This past week I had the opportunity to address a group of typical computer users, and as I normally do, when I get the opportunity to so, I polled this group on their personal computing habits. On this occasion, I focused in on that dreaded beast – the End User License Agreement.
There were no surprises since the last time I polled this issue – most users, it seems, continue to dismiss the idea that reading an End User License Agreement is important.
But, experienced users know better – there’s a downside risk in not reading the EULA carefully. By not reading the EULA carefully, users may let ourselves in for some unwelcome, annoying, and potentially dangerous surprises.
I’ve covered this issue here in the past, but it looks like it’s time to roll out a previous article posted on March 17, 2010, on the realities of EULAs, and why it’s important to understand the conditions disclosed in EULAs.
March 17, 2010
I’ve always considered that reading a Eula (End User License Agreement), sort of like reading the phone book; and who reads a phone book?
Without a doubt, I get pretty bored when reading EULA text; especially since I’m forced to read reams of small text, in a small window, which requires me to scroll continuously. I suspect, I’m not alone in this, and that most people just skim over the text; or don’t bother reading the EULA at all.
One of the most important aspects of any software license agreement is, the information it provides concerning the intentions of the software, and whether there are additional components bundled with the main application.
Additional components that could potentially display pop-up ads, transmit personal identifiable information back to the developer, or use unique tracking identifiers.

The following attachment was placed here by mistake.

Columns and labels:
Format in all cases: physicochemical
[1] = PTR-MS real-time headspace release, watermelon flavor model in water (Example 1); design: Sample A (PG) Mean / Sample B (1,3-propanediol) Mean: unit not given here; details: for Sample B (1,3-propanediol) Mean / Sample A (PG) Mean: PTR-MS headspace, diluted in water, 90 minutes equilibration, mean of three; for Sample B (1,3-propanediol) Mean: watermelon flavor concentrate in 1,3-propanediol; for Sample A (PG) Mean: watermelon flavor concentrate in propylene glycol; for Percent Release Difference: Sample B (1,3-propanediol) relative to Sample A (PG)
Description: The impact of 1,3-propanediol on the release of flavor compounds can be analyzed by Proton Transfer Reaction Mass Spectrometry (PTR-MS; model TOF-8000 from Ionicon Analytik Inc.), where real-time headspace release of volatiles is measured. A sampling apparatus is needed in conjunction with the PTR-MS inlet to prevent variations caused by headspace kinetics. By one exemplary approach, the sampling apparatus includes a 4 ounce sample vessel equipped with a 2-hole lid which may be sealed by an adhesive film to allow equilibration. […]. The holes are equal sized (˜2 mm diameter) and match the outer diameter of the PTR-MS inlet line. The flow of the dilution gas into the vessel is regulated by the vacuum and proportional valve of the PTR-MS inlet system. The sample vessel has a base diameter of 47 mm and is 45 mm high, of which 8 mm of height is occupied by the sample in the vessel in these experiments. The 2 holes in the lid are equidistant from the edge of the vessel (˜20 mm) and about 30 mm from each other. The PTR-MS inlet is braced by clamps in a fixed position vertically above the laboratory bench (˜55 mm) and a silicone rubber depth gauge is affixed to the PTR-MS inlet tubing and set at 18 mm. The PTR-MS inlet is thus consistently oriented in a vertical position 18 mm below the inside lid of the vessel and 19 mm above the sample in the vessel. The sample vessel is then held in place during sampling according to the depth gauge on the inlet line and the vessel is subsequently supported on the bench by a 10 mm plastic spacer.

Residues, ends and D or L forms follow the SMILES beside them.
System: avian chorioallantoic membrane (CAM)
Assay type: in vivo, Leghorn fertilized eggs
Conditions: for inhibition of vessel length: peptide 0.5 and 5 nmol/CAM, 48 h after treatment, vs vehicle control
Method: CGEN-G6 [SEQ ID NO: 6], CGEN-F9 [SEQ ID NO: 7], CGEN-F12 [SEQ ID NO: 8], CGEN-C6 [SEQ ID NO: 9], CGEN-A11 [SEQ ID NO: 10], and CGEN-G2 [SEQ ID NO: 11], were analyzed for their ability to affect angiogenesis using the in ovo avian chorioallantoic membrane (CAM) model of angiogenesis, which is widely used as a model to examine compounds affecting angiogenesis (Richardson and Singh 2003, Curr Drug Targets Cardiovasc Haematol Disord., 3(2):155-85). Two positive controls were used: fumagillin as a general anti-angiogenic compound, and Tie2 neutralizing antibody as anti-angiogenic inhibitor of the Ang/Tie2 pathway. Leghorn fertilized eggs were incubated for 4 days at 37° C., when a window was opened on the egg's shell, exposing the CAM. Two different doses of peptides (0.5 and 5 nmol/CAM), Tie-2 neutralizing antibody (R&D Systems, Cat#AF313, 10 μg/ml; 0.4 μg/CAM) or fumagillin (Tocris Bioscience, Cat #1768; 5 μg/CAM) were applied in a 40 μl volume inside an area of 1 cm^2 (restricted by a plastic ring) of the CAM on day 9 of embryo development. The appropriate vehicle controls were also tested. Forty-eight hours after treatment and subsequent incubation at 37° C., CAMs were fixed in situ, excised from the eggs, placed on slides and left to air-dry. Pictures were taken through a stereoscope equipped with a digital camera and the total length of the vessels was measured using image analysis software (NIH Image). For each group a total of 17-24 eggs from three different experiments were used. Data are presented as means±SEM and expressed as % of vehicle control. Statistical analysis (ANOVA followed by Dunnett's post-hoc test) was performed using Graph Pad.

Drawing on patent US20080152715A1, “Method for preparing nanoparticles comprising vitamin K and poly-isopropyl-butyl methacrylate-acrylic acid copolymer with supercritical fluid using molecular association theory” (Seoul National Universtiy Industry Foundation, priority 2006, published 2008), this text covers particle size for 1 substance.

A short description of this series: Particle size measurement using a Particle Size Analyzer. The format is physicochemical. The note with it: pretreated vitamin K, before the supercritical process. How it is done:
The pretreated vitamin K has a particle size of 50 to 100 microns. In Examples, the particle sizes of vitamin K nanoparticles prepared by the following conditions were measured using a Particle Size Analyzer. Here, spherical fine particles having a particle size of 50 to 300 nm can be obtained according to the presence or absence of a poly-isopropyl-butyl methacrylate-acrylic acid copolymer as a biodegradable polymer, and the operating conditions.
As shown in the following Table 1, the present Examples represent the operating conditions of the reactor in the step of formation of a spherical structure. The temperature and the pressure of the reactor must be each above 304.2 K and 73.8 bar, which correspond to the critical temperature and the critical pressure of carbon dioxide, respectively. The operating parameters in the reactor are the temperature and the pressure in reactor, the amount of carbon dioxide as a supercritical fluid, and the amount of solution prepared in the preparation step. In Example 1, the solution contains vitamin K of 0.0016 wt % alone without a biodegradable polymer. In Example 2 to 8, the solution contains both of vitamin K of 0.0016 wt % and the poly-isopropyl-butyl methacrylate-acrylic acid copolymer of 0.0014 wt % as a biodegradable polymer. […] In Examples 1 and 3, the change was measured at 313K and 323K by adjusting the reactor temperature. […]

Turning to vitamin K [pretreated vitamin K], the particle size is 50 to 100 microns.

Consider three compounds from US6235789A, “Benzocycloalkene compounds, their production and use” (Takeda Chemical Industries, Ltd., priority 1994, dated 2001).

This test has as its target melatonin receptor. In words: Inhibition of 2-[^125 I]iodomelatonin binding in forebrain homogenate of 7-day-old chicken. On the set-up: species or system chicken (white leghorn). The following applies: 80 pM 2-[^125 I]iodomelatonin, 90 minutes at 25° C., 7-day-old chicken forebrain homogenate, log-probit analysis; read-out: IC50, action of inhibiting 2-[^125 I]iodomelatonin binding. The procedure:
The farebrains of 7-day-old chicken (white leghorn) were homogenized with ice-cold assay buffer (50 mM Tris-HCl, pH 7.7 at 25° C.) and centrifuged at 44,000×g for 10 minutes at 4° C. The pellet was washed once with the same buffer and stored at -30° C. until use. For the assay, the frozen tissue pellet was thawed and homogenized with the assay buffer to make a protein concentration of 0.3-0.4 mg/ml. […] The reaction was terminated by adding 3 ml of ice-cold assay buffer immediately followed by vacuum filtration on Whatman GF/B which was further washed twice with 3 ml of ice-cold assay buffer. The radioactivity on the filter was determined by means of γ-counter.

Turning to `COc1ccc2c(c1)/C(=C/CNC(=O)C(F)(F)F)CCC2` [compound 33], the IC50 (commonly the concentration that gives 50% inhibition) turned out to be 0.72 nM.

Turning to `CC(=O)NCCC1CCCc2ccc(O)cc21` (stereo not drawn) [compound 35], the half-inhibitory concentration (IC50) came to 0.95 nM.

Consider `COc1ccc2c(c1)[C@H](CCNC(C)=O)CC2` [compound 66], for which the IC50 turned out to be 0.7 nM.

Not all software applications contain these additional components of course, but you need to be aware of those that do when you are considering installing an application.
Software developers who choose to employ these tools, to gather information, are generally not underhanded, and in most cases there is full disclosure of their intent contained in the EULA – the end user license agreement. But here’s the rub – virtually no one reads EULAS.
If you are a Digsby user for example, and you haven’t read the EULA, then you are likely unaware that Digsby has the right to use YOUR computer for its OWN purposes.
EULAlyzer, a free application from Javacool Software, the SpywareBlaster developer, can make reading and analyzing license agreements, while not a pleasure, at least not as painful. This free application quickly scans a EULA, and points out words, statements, and phrases that you need to consider carefully.
Working similar to an anti-spyware program, EULAlyzer flags suspicious wording on a scale of 1 to 10, based on how critical the disclosed information can be to your security, or privacy.
If you, like me, download freeware frequently, then you need to read the software license agreement carefully. EULAlyzer will make it easier for you to focus on the important aspects of the agreement.
There is no doubt that we could all use a little help in working our way through these wordy, but necessary agreements. The reality is, all software EULAs should be read carefully.
Discover potentially hidden behavior about the software you’re going to install.
Pick up on things you missed when reading license agreements.
Keep a saved database of the license agreements you view.
Instant results – super-fast analysis in just a second.
Knowledge is Power and EULAlyzer makes it simple to instantly identify highly interesting and important parts of license agreements, privacy policies, and other similar documents, including language that deals with:
Installation of Third-Party or Additional Software
Inclusion of External Agreements By Reference
Potentially Suspicious Clauses
and much more…
Results are rated by “Interest Level” and organized by category, so it’s easy to zero-in on the facets that concern you the most.
System requirements: Windows 2000, XP, 2003, Vista, Win 7 ( x64 compatible).
Download at: Download.com
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